Azalea Plant Fungus


Healthy azaleas add vibrant color to any landscape. Because these plants are highly susceptible to fungal infections, prevention is the key to maintaining their beautiful blooms. Once infection has set in, fungicides may be used to cure or suppress some of the fungal diseases.

Phytophthora Root Rot

  • Phytophthora root rot fungus thrives in poorly drained soil. Symptoms include yellowing leaves, smaller new growth and early leaf drop. Roots become brittle and turn a reddish-brown color. As more of the roots become infected, the plant withers and dies. Fungicides do not cure the disease; they only suppress it. Prevent this fungus by selecting disease-resistant azaleas and planting them in well-drained beds. The symptoms of phytophthora root rot may be confused with those of soil iron deficiency.

Leaf Gall

  • Leaf gall is not seriously damaging to the azalea. Infected leaves emerging in April and May become thickened; they also curl and turn pale green, almost white, in color. As the infection spreads, a white powdery coating covers the galls. If caught early, the thickened curling leaves can be removed by hand. Fungicide is usually unnecessary, since plant damage is mild.

Petal Blight

  • Petal blight fungus only affects the blossoms on the azalea plant. Tiny white spots appear on colored petals, and rust-colored spots appear on white petals. As the infection progresses, the spot size grows, and the petals become slimy. Cool, wet weather during flowering season increases the chance of petal blight. Pick off and destroy infected flowers and apply a fungicide such as Benomyl when the flower buds begin to open. Future treatments every five days during the blooming period may be needed.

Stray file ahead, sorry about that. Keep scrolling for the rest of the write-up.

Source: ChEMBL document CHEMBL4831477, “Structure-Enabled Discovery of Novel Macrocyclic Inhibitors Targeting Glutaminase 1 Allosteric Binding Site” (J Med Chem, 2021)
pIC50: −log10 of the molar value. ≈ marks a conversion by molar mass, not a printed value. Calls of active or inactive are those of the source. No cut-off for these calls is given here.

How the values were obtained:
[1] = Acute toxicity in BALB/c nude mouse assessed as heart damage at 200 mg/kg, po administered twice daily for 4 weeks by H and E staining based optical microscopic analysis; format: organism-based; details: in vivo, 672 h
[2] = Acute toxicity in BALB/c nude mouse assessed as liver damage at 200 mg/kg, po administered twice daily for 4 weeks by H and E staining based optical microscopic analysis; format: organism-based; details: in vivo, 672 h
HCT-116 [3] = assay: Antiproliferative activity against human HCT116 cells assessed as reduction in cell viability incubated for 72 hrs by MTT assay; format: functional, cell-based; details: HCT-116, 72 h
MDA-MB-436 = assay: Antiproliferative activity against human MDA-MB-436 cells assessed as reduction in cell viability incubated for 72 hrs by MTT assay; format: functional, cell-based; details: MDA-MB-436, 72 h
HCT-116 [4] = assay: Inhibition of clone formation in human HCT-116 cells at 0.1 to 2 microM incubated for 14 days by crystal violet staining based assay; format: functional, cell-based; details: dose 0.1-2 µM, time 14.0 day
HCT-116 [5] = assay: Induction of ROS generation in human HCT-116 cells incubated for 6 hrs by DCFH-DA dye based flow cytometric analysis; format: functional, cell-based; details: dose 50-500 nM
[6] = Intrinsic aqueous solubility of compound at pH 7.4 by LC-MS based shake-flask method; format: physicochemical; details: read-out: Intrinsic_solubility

Twig Blight

  • Well-established azaleas are more susceptible to twig blight. Aggravated by environmental stresses such as drought or excessive heat, the infection causes twigs to wilt and leads to early leaf drop on infected branches. Fungicides are not effective in controlling twig blight. Instead, prune the diseased branches several inches below the discoloration. Disinfect the shears with alcohol between each cut to avoid spreading the fungus to healthy portions of the plant.

Powdery Mildew

  • More unsightly than damaging, powdery mildew appears in the fall months. A white powder-like coating covers the leaves and causes premature leaf drop. A fungicide like Bayleton may be used if the leaf drop becomes serious. Usually two to three applications are required.

Leaf Rust

  • Leaf rust fungus appears in mid-summer, causing yellow spots on the tops of the leaves. Rust-colored spots on the leaf bottoms produce orange-colored spores. As the infection progresses, serious leaf drop will occur. Wet leaves increase the chances for continued infection through the late summer and early fall. Prevent the fungus from overwintering by clearing away dead leaves around the flower beds. Hemlock trees can also be infected by leaf rust fungus, causing the azaleas to be reinfected each year.

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